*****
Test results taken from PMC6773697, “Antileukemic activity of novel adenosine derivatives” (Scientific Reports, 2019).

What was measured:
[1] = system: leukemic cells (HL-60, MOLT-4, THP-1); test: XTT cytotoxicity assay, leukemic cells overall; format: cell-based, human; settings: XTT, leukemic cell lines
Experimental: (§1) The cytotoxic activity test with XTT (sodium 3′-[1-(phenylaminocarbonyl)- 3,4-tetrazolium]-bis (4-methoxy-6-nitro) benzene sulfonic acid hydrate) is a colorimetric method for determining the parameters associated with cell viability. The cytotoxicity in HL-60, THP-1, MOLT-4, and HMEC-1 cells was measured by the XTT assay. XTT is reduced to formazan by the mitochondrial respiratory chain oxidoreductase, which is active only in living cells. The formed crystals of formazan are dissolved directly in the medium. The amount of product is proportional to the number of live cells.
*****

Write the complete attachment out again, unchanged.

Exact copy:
Test results taken from PMC6773697, “Antileukemic activity of novel adenosine derivatives” (Scientific Reports, 2019).

What was measured:
[1] = system: leukemic cells (HL-60, MOLT-4, THP-1); test: XTT cytotoxicity assay, leukemic cells overall; format: cell-based, human; settings: XTT, leukemic cell lines
Experimental: (§1) The cytotoxic activity test with XTT (sodium 3′-[1-(phenylaminocarbonyl)- 3,4-tetrazolium]-bis (4-methoxy-6-nitro) benzene sulfonic acid hydrate) is a colorimetric method for determining the parameters associated with cell viability. The cytotoxicity in HL-60, THP-1, MOLT-4, and HMEC-1 cells was measured by the XTT assay. XTT is reduced to formazan by the mitochondrial respiratory chain oxidoreductase, which is active only in living cells. The formed crystals of formazan are dissolved directly in the medium. The amount of product is proportional to the number of live cells.